Why Self-Analysis Works
There are some of us who regularly feel a powerful need to go away and think rather more than is typically allowed or taken to be normal. This business of thinking can seem to us like one of the most meaningful things we ever do. After too long in company, we crave (the word may not be too strong) to be alone with our own minds. Raw experience proves too overwhelming, dense, messy, confused or exciting – and, on a regular basis, we long to sort through it. We stay up late, ruminate in the bath, wake up early, write a book, go for a walk – and feel perceptibly lightened and refreshed by the process of mastering emotions and the alchemy of converting feelings into ideas. Without anything grandiose being meant by the word, we are driven to philosophise, implicitly siding with Socrates’s dictum that the unanalysed life is not quite worth living or – at least – is a good deal less comfortable.
We need to remove ourselves and think because, on certain days, we are sad, and yet can’t identify the cause of an upset that lingers powerfully somewhere in our minds, just out of reach of consciousness. The more we leave the sadness unattended, the more it starts to colour everything we are involved with. Our experiences become tasteless, a mute fog descends over consciousness. Or else we feel confusedly anxious. Our thoughts refuse to settle. We try to find relief by escaping from ourselves with our phone or a game. Our eyelid starts to twitch, we gnaw at a patch of hard skin on a finger; our mind knows there are matters we should be focusing on but they elude understanding and spread their nervous electricity across the range of our thoughts. Or we may feel irritable; we snap and fly into sudden titanic rage, knowing it cannot truly be the socks on the floor or the unexpectedly squeaky front door that justify our fury, while hampered by pride or defensive denial from understanding more. Or, in a positive vein, we may feel a mysterious excitement because we hear of a highly original project masterminded by a friend or read of a new kind of enterprise or see an admirable thought-provoking documentary. Something is calling out to us from within our excitement, we are being sensibly, but inarticulately, summoned in a new direction. The excitement doesn’t leave us alone, but nor does it say in plain terms what it wants.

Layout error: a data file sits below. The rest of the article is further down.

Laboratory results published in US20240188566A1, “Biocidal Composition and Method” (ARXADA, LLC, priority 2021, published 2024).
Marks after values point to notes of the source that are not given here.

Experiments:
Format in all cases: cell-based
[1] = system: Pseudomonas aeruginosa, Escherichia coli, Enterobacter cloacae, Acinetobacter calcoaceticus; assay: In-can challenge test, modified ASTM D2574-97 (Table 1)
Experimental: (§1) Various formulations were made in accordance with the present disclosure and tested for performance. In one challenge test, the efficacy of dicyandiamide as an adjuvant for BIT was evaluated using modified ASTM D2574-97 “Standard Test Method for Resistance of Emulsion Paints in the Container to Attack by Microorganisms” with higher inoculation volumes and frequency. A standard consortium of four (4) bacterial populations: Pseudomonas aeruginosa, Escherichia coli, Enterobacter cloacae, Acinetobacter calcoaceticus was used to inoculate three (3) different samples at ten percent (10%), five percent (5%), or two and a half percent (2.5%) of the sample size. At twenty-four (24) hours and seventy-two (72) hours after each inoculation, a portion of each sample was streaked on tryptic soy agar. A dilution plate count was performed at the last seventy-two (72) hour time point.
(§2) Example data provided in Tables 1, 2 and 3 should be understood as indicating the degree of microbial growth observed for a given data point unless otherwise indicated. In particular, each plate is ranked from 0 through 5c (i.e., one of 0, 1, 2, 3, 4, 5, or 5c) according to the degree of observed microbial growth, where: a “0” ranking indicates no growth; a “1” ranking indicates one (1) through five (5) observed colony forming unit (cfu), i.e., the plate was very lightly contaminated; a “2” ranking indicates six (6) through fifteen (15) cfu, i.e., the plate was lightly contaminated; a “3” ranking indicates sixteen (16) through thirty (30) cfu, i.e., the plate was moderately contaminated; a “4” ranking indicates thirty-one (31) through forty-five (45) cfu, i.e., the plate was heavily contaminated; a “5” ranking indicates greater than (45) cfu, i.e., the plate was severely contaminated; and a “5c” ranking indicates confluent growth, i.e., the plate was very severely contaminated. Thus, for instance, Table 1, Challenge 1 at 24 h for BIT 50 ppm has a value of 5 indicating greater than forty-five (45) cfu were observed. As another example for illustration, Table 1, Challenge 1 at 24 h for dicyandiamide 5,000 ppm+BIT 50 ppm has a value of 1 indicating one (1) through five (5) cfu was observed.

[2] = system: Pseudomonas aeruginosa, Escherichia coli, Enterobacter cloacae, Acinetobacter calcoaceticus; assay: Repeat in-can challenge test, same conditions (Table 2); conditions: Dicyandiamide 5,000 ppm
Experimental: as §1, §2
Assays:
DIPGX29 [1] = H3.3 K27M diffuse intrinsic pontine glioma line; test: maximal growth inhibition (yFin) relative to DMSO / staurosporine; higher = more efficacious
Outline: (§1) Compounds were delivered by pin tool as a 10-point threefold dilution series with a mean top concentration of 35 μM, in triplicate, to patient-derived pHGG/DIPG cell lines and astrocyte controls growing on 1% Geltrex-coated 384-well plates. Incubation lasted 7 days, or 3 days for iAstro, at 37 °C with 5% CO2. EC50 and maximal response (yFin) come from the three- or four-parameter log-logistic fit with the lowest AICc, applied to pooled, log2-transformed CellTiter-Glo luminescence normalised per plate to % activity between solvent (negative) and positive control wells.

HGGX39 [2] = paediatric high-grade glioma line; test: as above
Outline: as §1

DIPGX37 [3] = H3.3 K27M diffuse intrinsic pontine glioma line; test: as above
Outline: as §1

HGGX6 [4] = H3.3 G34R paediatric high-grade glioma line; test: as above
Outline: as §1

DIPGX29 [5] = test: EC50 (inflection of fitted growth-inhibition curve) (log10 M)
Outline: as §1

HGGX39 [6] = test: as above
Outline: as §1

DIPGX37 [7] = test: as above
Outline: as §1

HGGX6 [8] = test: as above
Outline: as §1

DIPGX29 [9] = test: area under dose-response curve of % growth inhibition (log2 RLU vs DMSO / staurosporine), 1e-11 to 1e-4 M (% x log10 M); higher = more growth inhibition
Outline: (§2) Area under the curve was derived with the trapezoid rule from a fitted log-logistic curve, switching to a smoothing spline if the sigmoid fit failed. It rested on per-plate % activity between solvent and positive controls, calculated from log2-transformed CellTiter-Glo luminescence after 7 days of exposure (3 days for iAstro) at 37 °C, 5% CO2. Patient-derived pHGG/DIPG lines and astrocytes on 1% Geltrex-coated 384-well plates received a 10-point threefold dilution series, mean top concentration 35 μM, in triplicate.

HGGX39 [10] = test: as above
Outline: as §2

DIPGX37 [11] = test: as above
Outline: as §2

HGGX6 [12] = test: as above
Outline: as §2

In such contexts, we retreat to think. We have a pen and paper handy on an armchair at home or we are in a train with an expansive view and two hours to talk with ourselves. We return to the contents of our minds and patiently attend to the garbled signals which we patiently submit to the beam of reason.
Of our anxious feelings, we ask what steps we need to take, what others have to do, what needs to happen and when. Of our hurt, sad and angry feelings, we dare to dwell on our constant, surprising vulnerability. Perhaps it was a face we briefly saw in the line at the airport that seemed kindly and understanding and evoked some tender, vital things missing from our current relationship. Perhaps it was a quietly ungenerous message we received from a friend, in which we sensed a bitter and wounding rivalry. Or maybe it was a regret, on seeing a sunny landscape from a window, at how constrained and routine our lives have become. As we reflect, we throw off our customary and dangerous bravery – and let our sadness take its natural, due shape. We dwell at length on the wounds. We give space to our nostalgia. There may not be an immediate solution to the sorrows, but it helps immeasurably to know their contours and give ourselves a chance to square up to them. Our pains need a hearing. Then we give similar attention to our excitements: we stoop down to listen to their animated call. We imagine reforming our lives under their guidance. We take on board the positive, necessary anxiety that arises from admitting how many opportunities still remain to us and how much the status quo can and must be changed.
The more we think, the more our fears, resentments and hopes become easier to name. We become less scared of the contents of our minds. We grow calmer, less resentful and clearer about our direction. We recognise how much we depend – perhaps without quite knowing it – on the practice of philosophy, that is, on the pursuit of accurate, clear and manageable knowledge.